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Date: Thu, 13 Oct 2005 17:08:45 +0200 (CEST)
From: sebastian.rother@...erlin.de
To: john-users@...ts.openwall.com
Subject: Re: Using Hardwareaccelerators to speed up John


> Sebastian,
>
> I'll add a few more comments to my response, please see inline:
>
> On Thu, Oct 13, 2005 at 06:33:49AM +0400, Solar Designer wrote:
>> The current implementation of the MD5-based crypt(3) in John (that does
>> not yet use MMX/SSE/AltiVec and the like, -- great speedups are possible
>> here!) achieves 5k c/s on a typical Pentium 4 processor (and up to 10k
>> c/s on the fastest ones available).  The 5k c/s correspond to 5 million
>> invocations of the MD5 compression function a second, plus a lot of
>> "high level" overhead.  The compression function takes a 64-byte data
>> block and a 16-byte vector as its input, and produces another 16-byte
>> vector as its output.  That's 96 bytes of data to transfer per
>> invocation.  (In practice, it is likely that a crypto card would not
>> offer the compression function on its own, resulting in more overhead.)
>> Ignoring any protocol overhead, that would amount to 480 Mbytes/second
>> of data transfer to/from the card.  That's almost 4 times the PCI
>> bandwidth.  Of course, faster buses do exist, but didn't we want an
>> economical solution and also one allowing to use multiple cards in a
>> system (with all sharing the same bus)?
>
> FWIW, the particular crypto card you've been referring to:
>
> http://www.soekris.com/vpn1461.htm
>
> can only do 720 Mbps at MD5.  This barely fits in regular PCI, but it is
> several times slower than what John currently achieves on typical CPUs:
>
> 5000 c/s * 1000 * 64 * 8 / 10**6 = 2.5 Gbps at MD5
>
>> > Offen you'll find just some realy lame Chips on VPN-Hardware but if
>> you
>> > don#t buy such a Cisco-Junk solution you could also get such a device
>> here
>> > (not sold yet):
>> >
>> > http://www.soekris.com/vpn1461.htm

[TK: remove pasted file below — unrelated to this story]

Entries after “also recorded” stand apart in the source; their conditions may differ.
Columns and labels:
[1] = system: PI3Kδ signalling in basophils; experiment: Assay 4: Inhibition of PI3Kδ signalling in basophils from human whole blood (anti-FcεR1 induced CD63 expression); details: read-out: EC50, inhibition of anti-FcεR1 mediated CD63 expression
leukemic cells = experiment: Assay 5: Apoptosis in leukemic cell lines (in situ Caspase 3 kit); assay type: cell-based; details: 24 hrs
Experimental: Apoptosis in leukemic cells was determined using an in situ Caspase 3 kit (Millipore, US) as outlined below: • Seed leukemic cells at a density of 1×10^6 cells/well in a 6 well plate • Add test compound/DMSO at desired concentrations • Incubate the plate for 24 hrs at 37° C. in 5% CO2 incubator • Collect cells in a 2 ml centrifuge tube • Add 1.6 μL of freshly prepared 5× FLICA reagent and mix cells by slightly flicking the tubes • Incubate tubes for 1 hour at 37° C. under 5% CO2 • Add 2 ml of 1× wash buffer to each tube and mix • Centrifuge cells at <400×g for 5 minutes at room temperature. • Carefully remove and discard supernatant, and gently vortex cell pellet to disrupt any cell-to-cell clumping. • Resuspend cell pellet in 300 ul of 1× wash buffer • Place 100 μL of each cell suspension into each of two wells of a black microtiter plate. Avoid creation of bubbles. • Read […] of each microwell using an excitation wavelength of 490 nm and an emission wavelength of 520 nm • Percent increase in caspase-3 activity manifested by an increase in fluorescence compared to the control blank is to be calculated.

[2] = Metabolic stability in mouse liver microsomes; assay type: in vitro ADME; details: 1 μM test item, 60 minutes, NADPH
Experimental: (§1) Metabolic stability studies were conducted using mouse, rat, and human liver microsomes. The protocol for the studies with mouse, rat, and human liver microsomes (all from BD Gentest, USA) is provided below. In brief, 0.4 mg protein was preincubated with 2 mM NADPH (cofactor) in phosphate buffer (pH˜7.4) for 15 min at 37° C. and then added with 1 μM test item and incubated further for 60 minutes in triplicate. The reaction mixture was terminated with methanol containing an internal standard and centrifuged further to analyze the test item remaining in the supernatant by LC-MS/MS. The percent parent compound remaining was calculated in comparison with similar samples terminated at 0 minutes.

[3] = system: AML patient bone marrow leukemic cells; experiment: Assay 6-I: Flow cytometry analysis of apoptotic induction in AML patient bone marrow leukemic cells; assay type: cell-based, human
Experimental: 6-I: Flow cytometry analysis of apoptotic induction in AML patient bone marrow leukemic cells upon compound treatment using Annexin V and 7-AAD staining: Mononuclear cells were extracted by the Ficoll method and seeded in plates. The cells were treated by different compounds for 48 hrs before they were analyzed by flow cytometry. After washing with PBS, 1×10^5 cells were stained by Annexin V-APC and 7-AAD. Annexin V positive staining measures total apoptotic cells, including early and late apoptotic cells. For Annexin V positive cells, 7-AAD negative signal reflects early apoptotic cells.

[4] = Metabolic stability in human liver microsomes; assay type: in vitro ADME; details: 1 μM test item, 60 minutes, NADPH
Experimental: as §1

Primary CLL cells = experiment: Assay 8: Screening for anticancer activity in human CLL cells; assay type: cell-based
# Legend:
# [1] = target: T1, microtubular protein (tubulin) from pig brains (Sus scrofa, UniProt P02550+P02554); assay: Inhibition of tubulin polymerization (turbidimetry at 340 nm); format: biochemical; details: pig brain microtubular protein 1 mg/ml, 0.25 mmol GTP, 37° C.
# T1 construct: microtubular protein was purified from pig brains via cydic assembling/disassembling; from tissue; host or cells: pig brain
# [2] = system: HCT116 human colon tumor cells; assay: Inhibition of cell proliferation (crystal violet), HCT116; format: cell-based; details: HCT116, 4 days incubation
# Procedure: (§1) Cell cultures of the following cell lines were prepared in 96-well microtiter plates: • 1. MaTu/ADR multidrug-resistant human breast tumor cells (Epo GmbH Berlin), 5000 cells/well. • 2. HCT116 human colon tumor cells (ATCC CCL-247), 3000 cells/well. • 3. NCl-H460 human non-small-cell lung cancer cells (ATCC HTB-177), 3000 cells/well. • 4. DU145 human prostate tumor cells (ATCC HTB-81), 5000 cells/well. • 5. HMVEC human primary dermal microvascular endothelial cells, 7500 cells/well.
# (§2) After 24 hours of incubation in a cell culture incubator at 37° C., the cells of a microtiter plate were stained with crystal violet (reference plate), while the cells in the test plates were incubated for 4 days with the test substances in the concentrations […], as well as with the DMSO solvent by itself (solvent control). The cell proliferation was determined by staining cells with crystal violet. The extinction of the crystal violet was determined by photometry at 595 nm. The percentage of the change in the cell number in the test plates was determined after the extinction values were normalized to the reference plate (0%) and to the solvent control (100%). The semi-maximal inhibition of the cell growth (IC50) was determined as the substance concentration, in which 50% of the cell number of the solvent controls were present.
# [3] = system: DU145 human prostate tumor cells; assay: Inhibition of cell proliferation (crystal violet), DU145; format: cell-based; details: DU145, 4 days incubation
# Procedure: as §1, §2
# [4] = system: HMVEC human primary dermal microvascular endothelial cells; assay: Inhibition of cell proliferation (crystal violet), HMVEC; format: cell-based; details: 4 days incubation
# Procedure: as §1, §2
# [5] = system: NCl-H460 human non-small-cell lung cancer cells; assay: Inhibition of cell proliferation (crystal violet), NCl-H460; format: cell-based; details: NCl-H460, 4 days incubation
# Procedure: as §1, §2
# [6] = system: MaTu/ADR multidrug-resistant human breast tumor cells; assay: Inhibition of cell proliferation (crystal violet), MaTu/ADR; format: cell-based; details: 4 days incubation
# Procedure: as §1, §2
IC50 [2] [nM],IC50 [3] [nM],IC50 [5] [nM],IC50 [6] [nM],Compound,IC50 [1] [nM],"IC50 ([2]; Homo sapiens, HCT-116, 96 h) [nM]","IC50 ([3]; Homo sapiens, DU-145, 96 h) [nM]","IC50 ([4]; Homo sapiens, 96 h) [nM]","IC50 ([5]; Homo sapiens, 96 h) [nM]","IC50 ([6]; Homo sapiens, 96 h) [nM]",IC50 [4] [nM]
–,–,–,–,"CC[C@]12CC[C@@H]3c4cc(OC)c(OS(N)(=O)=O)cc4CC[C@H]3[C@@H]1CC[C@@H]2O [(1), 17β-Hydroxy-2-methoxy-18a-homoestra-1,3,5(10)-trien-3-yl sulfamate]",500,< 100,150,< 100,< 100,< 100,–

>> >
>> > This card could, depends to the algorithm, do e.g. up to 920Mbps of
>> DES.
>
> Having reviewed this URL, I think that the 920 Mbps might correspond to
> RC4 and not DES, although I do not rule out the possibility that it
> actually refers to both of them.
>
>> Now this is not that bad, however, John already achieves better than
>> that on modern CPUs.  In particular, it achieves 1M c/s for traditional
>> crypt(3) on PPC G5 1.8 GHz or P4 3.6 GHz (the latter with non-public SSE
>> code, I must admit).  This roughly corresponds to 1.6 Gbps at DES.
>> PPC G5 2.7 GHz does over 1.6M c/s, which roughly corresponds to 2.5 Gbps
>> at DES.
>>
>> More importantly, please see above for why this rate likely does not
>> apply to password cracking.
>
> Please don't get me wrong, -- these cards are very good for their
> intended purpose.  Their performance is in fact very impressive for
> their low power consumption.
>
> They're just not good at password cracking.
>
> --
> Alexander Peslyak <solar at openwall.com>
> GPG key ID: B35D3598  fp: 6429 0D7E F130 C13E C929  6447 73C3 A290 B35D
> 3598
> http://www.openwall.com - bringing security into open computing
> environments
>
> Was I helpful?  Please give your feedback here:
> http://rate.affero.net/solar

Ok I understand your arguments.
I guess Soekris is a nice company and "maybe" they'll develop a Card
useable for john.

So if a "normal" CPU is normaly faster: What's about SMP?
John does not use more then 1 CPU at the moment so if a normal CPU works
(mostly) much better then a Crypto-Card why doesn't john support this
function? :-)

Kind regards,
Sebastian
-- 
Don't buy anything from YeongYang.
Their Computercases are expensiv, they WTX-powersuplies start burning and
their support refuse any RMA even there's still some warenty.

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